Hereditary angioedema affects quality of life and mental health

November 21, 2022

3 minutes to read

Source/Disclosures

source:

Jones D et al. P051 label. Presented at: ACAAI Annual Scientific Meeting; November 10-14, 2022; Louisville, Kentucky.

Disclosures:
Jones reported consulting and speaking roles with Amerimmune Allergy Testing Inc. AstraZeneca, BioCryst Pharmaceuticals, KalVista Pharmaceuticals Inc. Pharming, Pharvaris, Regeneron/Sanofi, Shire/Takeda, Zurvita Corp.


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LOUISVILLE, Ky. Hereditary angioedema has a significant impact on mental health, daily activities, and quality of life, according to a study presented at the annual scientific meeting of the American College of Allergy, Asthma, and Immunology.

“There’s not a lot of big data out there about its impact on quality of life and what really drives it,” she says. Douglas H. Jones, MD, FAAAAI, FACAAI, Co-Founder of Global Food Therapy, Co-Founder and Chief Food Allergy Support Team and Director of Rocky Mountain Allergy at the Tanner Clinic, told Healio.

The percentages of time patients feel less than 100% due to HAE include 28% for adolescents and 54% for adults.

Data were derived from Jones D, et al. P051 label. Presented at: ACAAI Annual Scientific Meeting; November 10-14, 2022; Louisville, Kentucky.

Douglas H Jones

“A lot of focus surrounds whether or not these patients have swelling. How severe is it? What’s the location? How quickly can it be treated?” said Jones, who is also a Healio Allergy/Asthma Peer Perspective board member.

During the study, 32 patients (mean age, 33 years; range, 15-72) with hereditary angioedema (HAE) participated in a series of four focus groups between November 2021 and March 2022.

Participants completed online surveys before and after the series, with 68% reporting they received on-demand treatment only and 32% receiving prophylaxis with on-demand treatment for paranormal attacks. Also, the participants experienced an average of 33 attacks per year (range, 0-170).

Patients also report “feeling less than 100%” 49% of the time due to HAE, with a greater proportion of adults ages 19 and older feeling this way than adolescents ages 15-18 (54%). vs. 28%), as well as a greater proportion of patients using only on-demand treatment than those also using prophylaxis (56% vs. 38%).

When participants do not treat an attack, their plans for the day change 67% of the time, and 58% said they cannot count on participating in important events and activities in their lives due to HAE.

“Whether it was missing school or changing school, activities or work schedules, many of them said yes, if they choose not to address their attack, it will affect the rest of their day,” Jones said during the presentation.

Although not explored in the study, Jones cited multiple reasons why patients might choose not to treat these attacks.

“What resources do they have? What medication do they take? Because that might play a role. Is it an intravenous formulation? Is it a subcutaneous formulation? Does it hurt? How painful is it? Do they have refills at home? What’s on their shelf?” He said. “Will they be able to reach more? How intense is the attack? Are you advancing?”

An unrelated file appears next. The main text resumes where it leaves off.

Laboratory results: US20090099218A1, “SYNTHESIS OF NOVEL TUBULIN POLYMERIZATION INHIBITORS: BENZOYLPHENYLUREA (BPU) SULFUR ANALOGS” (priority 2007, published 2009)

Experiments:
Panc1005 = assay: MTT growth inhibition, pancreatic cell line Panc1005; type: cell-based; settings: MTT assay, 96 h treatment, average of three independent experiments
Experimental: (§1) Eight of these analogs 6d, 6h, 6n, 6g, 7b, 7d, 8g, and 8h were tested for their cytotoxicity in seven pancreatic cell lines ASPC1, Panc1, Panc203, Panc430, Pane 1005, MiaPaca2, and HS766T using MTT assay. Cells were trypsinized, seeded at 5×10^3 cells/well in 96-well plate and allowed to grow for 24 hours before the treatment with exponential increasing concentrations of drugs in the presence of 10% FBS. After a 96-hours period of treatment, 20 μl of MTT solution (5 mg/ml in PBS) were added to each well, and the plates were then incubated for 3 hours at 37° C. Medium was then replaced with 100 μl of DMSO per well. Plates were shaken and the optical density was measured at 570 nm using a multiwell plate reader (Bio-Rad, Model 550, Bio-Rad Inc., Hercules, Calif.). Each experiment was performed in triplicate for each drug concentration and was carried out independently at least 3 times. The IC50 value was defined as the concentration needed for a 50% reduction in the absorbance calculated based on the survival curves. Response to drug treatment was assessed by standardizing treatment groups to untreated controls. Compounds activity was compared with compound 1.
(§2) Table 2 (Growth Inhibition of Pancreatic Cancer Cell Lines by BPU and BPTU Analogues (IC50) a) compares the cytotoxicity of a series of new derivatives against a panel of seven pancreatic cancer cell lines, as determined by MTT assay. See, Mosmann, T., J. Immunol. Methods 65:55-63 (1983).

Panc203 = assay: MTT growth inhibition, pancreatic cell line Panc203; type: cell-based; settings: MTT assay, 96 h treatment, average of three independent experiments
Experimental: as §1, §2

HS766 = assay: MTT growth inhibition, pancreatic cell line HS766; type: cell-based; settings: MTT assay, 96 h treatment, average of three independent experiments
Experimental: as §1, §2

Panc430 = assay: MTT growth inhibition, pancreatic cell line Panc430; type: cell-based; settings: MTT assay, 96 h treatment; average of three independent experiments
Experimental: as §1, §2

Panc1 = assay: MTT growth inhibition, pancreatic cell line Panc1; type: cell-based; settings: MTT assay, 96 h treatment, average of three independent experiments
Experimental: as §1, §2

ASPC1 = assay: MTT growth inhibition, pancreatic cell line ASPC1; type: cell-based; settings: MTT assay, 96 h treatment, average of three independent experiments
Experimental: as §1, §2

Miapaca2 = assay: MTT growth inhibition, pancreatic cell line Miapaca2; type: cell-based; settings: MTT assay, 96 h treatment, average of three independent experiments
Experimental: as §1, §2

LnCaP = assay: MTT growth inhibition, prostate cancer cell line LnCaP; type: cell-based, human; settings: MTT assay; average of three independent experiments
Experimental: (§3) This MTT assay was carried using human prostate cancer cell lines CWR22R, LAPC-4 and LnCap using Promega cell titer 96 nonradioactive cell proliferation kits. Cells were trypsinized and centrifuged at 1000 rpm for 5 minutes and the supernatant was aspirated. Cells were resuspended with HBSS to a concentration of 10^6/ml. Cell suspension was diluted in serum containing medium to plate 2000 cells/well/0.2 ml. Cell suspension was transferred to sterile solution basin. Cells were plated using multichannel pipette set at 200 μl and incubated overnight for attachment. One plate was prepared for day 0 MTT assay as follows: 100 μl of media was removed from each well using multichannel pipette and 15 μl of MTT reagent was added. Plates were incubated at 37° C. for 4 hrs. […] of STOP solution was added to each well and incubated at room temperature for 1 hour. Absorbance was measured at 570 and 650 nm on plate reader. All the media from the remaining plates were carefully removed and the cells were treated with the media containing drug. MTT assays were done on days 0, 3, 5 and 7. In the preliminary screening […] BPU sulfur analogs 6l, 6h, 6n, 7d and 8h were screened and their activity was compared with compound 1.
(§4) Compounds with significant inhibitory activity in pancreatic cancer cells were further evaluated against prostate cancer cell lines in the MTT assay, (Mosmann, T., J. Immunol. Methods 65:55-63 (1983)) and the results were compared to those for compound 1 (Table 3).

Also, 39% of the respondents said that the unpredictability of these attacks causes anxiety and negatively affects their mental health. Among patients’ top concerns, Jones said, is the lack of access to medications, resources, and effective treatment.

“When it’s unexpected, people feel less in control, and want to be able to perform life’s functions,” Jones told Helio.

“If you have anxiety, you trigger an attack. But then there is anxiety about the attack not being addressed, and you get into a vicious cycle.” “This is a big problem.”

The researchers also asked the participants about other important effects that HAE had on their lives. For example, 19% said it takes too much time to manage HAE prescriptions, insurance, and attacks.

Also, 16% said they had become resilient and determined to stand up for themselves and others, 13% said they had to endure painful and sometimes disfiguring attacks, and 10% said they felt judged by poorly informed healthcare providers and society in general.

In addition, 10% wonder about having children who might inherit HAE.

Only 6% said they did not experience any significant effects from HAE.

Given these effects, Jones said it’s essential that providers listen to patients, beyond simply treating physical symptoms.

“First, acknowledge to the patient that you know they have anxiety. We know it’s there. We know it’s triggering,” he said, adding that providers must recognize that simply deciding whether to treat an attack can trigger anxiety in the patient.

Jones also said that in his private practice, he referred patients to mental health professionals when their anxiety required care beyond what he could provide.

“It’s part of the role we play. It really addresses mental health,” he said. “If something is out of my area, we do that referral. We offer them this help.”

The researchers plan to dig deeper into the data, including the reasons why people decide not to address their attacks.

Meanwhile, Jones encouraged providers to listen to their patients about the impact of HAE on their quality of life and mental health, as their perceptions and feelings matter.

“Treat with the challenges that patients perceive, and try to eliminate them as much as possible,” he said.

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